No Handshakes, No New Citizens: Coronavirus Halts Danish Naturalizations

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LONDON — The mayor of a city in Eastern Denmark was preparing to hold a citizenship ceremony when he received a call from the country’s immigration and integration ministry.

The ceremony on Friday had to be postponed, the ministry told Henrik Hvidesten, the mayor of Ringsted, a city of 35,000. That’s because naturalization ceremonies require handshakes by law to complete the process, and the health authorities had recommended that people avoid shaking hands to help contain the spread of the new coronavirus.

The new coronavirus, which has caused more than 200 deaths in Europe and infected thousands across the Continent, has forced governments to shut down schools, cancel sports events, issue travel restrictions and ask countless people to self-isolate if they are suspected of being infected. In Denmark, which has reported 23 cases, it now means that hundreds of people about to become Danish citizens will have to wait until shaking hands is deemed safe again.

Fourteen people were expected to become Danish citizens in Ringsted, Mr. Hvidesten said in an interview on Saturday. “Some were unhappy, and we were very sorry. It was a day they had been looking forward to.”

The handshake requirement, which was adopted by conservative Danish lawmakers and those from the populist Danish People’s Party in 2018, was widely criticized by opponents as an anti-immigration measure targeting those who might refuse to touch members of the opposite sex because of religious beliefs, especially Muslims.

Denmark is not the only European country to have such a rule. In 2018, a French court ruled that a refusal to shake hands with male officials at a naturalization ceremony was sufficient grounds for denying citizenship to a woman from Algeria.

On Friday, as the number of virus cases rose across Europe, public officials in Denmark debated whether handshake exceptions could be made until the country tackled the epidemic. The 2018 law requiring handshakes at naturalization ceremonies includes a provision prohibiting gloves, so that is not an option.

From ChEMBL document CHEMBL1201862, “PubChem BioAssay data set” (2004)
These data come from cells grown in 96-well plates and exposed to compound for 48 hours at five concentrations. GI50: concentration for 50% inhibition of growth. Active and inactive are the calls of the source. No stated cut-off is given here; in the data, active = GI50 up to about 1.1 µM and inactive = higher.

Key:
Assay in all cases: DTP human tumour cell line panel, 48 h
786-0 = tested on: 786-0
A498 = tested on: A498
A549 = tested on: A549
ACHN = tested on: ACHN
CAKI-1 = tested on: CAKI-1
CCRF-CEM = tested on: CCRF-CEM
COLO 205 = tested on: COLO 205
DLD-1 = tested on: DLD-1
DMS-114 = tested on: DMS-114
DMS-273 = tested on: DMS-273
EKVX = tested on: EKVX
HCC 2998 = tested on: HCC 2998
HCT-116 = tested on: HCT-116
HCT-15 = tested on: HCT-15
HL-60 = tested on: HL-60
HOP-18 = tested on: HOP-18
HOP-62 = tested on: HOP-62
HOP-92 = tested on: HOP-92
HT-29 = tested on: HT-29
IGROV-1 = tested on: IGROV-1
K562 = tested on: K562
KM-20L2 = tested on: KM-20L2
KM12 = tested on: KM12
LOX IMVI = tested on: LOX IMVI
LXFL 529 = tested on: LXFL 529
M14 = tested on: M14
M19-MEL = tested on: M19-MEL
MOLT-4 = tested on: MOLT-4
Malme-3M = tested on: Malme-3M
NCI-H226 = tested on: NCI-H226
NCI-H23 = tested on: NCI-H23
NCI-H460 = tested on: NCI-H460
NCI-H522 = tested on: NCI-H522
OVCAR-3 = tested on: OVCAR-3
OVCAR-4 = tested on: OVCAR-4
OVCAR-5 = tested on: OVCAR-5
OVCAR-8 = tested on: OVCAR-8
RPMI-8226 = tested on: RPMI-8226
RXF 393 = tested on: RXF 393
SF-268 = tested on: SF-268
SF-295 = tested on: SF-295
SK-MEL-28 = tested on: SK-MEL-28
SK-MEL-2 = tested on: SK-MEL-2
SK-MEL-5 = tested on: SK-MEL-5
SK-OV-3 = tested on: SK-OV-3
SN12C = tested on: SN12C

But government officials said there would be no exception to the handshake for those who want to become citizens.

It was not clear how long the suspension would be in place or if all local mayors would follow the recommendation.

“Of course, this is a sad situation for those who now have to wait to become Danish citizens,” Mattias Tesfaye, the country’s immigration and integration minister, said in a statement. “But we take the health authorities’ recommendation seriously. In this situation, we as a society must show unity to limit the spread of infection.”

Local officials in Denmark hold at least two naturalization ceremonies each year, the conclusion of a lengthy process for thousands of people in which the requirements include having residence for up to nine years, passing tests on the Danish language, politics, history and society, and being financially self-sufficient.

Some mayors have circumvented the handshake law by having both male and female officials take part in the ceremonies. “It’s against my ideology and conviction to have to force other people to have body contact,” Thomas Andresen, the mayor of Aabenraa, a town near the border with Germany, told The New York Times in 2018.

For many, the postponement recommendation this past week was the latest incongruity in a law that they have found exclusionary.

“It’s absurd,” said Peder Hvelplund, a socialist and green lawmaker, said in an interview. “The path to Danish citizenship should be about inclusion, not exclusion.”

The delay could deprive some of their citizenship, Mr. Hvelplund added, because children under 18 who could have become Danish through their parents’ naturalization would most likely have to start over if they aged out.

“Some will likely have to undergo the process themselves,” he said.

Mayor Hvidesten of Ringsted said he had been taken by surprise when he received a call from the ministry, two hours before the ceremony on Friday.

“We should have made some kind of exceptions; we could have done it without the handshake,” he said.

Other Danes responded to the new rule by offering their own alternatives.

Sofie Carsten Nielsen, a leader of the Danish Social-Liberal Party, suggested on Twitter that people replaced the handshake with the Namaste gesture, pressing hands together.

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